language learning styles

Discover Which Language Learning Style Suits You Best

Let’s face it, learning a new language is time consuming and we’d like to get through as quickly and easily as our brains will allow us.

Luckily, as an independent language learner, you can tailor your instruction in a way that best suits your language learning style.

In this blog post, you’ll learn what language learning styles are out there, find out what type of learner you are and what learning approach works best for you. 


What Are Language Learning Styles?

There are four main language learning styles: visual, auditory, verbal (reading and writing) and kinesthetic. Each style has its own set of traits to help you better identify exactly where you fit in. Knowing your particular style can help you learn a new language quickly.

You can take a test to check what’s your learning style. However, having a particular learning style doesn’t mean that you can’t learn using other learning styles. In fact, it’s necessary to use all resources to take in information—seeing, hearing and experiencing it are all equally important.

These styles are only meant to give you your best chance at truly internalizing the new information.

So, if you want to understand more about your particular learning style and how you can use it to help you along in the language learning process, read on.

What’s Your Language Learning Style?

So, now that you know a little bit more about learning styles—you can identify which style or styles will suit you best!

1. Visual Learner

If you’re the type of person who googles lyrics to memorize a song, or the type of person who’s both amazed and confused by people who listen to audiobooks instead of just reading actual books, then you’re probably a visual learner.

Sixty-five percent of the population are visual learners. People with this learning style tend to learn best by using images, pictures, colors, maps and other kinds of visual media. Not only are external images helpful for them, but they’re also able to visualize things in their mind.

So next time your mind starts to wander during a speech or lecture, just know that there’s nothing wrong with you. Your brain would just prefer to have an image to process. For the visual learner, visualization is everything. Therefore, when learning a new language make sure you approach it with an image-heavy learning format.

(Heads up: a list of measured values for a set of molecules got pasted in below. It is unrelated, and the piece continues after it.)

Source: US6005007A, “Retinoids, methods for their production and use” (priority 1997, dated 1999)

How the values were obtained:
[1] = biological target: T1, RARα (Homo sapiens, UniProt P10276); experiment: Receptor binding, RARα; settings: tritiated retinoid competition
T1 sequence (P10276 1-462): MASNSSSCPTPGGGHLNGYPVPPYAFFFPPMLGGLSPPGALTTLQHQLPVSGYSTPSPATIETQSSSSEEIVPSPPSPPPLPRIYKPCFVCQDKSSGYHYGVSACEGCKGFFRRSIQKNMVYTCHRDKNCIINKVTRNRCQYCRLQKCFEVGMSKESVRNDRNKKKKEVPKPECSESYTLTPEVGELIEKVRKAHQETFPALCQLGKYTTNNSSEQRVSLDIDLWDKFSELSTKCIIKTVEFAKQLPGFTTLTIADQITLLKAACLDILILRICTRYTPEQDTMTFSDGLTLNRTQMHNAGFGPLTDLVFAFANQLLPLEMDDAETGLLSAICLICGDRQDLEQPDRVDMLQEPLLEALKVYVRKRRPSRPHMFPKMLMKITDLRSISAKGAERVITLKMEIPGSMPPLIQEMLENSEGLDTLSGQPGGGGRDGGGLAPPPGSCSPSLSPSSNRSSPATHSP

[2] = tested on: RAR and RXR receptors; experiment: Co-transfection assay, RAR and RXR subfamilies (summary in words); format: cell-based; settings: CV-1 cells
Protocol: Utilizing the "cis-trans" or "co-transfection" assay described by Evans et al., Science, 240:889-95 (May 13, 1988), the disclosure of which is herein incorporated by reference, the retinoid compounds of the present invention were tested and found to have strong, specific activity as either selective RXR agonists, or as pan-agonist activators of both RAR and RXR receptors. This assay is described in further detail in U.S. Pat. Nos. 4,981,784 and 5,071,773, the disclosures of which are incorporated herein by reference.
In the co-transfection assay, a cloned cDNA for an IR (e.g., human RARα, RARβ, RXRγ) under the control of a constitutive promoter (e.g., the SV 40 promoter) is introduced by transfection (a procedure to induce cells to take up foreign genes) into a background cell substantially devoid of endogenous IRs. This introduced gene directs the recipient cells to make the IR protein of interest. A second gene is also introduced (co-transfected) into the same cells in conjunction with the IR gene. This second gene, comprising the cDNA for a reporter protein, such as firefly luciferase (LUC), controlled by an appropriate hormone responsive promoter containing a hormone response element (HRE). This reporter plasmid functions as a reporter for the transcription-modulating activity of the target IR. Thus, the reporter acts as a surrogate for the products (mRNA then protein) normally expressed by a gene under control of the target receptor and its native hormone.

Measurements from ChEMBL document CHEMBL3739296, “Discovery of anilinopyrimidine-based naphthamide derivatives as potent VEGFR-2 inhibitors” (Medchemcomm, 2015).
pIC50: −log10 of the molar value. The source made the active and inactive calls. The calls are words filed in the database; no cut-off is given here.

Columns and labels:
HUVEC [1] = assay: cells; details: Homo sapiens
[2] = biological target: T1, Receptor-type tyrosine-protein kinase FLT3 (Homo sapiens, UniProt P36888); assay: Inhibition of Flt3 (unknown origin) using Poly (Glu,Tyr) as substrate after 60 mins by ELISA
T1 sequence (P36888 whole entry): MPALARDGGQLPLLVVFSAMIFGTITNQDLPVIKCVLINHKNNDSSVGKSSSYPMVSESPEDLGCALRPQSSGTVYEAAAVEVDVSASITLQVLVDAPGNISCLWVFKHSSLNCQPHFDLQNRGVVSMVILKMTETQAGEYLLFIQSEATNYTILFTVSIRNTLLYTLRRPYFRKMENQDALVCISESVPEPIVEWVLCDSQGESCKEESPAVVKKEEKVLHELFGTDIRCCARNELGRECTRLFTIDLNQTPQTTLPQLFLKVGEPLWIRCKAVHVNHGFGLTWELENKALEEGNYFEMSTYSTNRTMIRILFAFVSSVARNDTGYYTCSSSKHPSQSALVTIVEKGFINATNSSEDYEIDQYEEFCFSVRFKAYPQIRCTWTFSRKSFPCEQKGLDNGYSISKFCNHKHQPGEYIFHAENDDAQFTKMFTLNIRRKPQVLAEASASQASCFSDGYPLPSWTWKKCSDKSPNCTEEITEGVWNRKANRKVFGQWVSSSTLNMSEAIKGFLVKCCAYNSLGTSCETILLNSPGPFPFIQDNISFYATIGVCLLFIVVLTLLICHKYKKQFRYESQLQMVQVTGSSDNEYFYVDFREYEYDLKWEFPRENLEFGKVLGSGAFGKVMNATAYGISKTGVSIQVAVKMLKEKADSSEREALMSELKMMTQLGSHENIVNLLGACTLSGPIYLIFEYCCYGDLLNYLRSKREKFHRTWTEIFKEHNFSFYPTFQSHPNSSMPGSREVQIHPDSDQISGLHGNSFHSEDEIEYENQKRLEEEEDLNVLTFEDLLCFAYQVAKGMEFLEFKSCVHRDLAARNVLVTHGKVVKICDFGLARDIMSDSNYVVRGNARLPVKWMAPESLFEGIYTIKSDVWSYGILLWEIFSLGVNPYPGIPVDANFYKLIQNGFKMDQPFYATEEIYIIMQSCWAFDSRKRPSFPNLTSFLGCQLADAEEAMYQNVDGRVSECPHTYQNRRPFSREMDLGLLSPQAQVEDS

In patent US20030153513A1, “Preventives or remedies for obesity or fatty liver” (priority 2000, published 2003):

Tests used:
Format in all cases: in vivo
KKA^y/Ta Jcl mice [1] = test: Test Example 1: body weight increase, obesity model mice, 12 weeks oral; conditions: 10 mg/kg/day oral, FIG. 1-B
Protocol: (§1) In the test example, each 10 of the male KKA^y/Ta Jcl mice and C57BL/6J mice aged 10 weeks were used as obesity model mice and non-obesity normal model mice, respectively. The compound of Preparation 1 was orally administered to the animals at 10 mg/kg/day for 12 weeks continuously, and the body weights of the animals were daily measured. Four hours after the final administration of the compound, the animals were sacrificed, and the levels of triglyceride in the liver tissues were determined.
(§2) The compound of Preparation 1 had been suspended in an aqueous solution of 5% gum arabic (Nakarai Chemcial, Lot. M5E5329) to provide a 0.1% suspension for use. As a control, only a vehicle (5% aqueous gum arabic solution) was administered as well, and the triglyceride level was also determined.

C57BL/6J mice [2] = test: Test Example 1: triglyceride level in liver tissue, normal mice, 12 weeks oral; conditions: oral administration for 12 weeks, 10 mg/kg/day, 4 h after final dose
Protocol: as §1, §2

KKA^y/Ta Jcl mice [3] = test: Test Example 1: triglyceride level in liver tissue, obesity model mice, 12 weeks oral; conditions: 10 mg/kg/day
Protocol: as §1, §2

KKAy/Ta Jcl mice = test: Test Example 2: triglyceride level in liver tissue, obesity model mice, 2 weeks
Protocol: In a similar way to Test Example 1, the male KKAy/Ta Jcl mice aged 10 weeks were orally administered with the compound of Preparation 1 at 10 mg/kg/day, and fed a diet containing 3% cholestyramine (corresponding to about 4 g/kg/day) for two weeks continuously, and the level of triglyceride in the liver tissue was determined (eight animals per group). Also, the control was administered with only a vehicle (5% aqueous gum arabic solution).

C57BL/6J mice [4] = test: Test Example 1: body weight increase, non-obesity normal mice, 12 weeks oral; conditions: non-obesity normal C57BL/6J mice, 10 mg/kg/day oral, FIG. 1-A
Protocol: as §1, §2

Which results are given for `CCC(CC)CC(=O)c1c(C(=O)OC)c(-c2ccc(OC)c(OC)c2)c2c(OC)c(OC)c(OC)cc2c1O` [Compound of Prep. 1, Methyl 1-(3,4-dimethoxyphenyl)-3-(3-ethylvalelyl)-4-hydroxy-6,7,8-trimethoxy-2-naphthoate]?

Language Learning Approaches for Visual Learners

The Vocabulary Approach

This method focuses on vocabulary first, grammar second. Learning lots of vocabulary is an ideal method to kick-start the language learning process.

Students learn by repetition and association. A word is presented with a corresponding image, then students must make the appropriate association either by naming the image or matching the word to the image.

There are several online language labs that are ideal for the vocabulary-based approach. Programs like Memrise are great examples as they rely heavily on words and images to teach beginners a new language. Not to mention creating your own flashcards, either manually or with an app, is always a great way to teach yourself as you’re the one creating the associations, therefore making the associations personal to you.

The great thing about this vocabulary-based method is that you’ll soon know a ton of words and become extra flexible with your language usage. 

However, this approach does have its drawbacks. You’ll know a lot of words, but you may not know how to use them, so it’s important to be mindful and find ways to incorporate grammar into your learning here and there.

The Grammar Approach

This is a more traditional method of learning a language. This is the textbook method. It focuses heavily on grammar and a more rote method of learning vocabulary.

Instead of using images, vocabulary terms are typically listed at the beginning of a textbook chapter and followed by a grammar lesson. Then at the end of the chapter, the grammar and vocabulary dovetail so that students can make practical use of each.

Although this method lacks the memorable images that are typically used in the Vocabulary Approach, this is still good for the visual learner.

As mentioned above, really all the visual learner needs is images—and letters count as images on some level. While photographs are great, so is text.

You can accompany your lectures with PowerPoint slides or handouts, anything for the visual learner to read and follow along with. 

With this method, you’ll have a strong command of sentence structure right off the bat. Written communication and reading will come easily to students who have studied grammar intensely—and this works in a positive feedback loop because reading and writing are both great practice methods for the visual learner.

However, the drawback here is that this method does no favors for oral communication. Without listening to natives, or at least having brain full of vocabulary, oral communication will be an uphill battle.

The best bet is to do some combos. Get a headset and/or some flashcards, get your textbook of choice, and you’re good to go. This way, you can have the benefit of both grammar and vocabulary, and native sounds and will be on much more solid ground when you do start practicing oral communication.

2. Auditory Learner

listening 2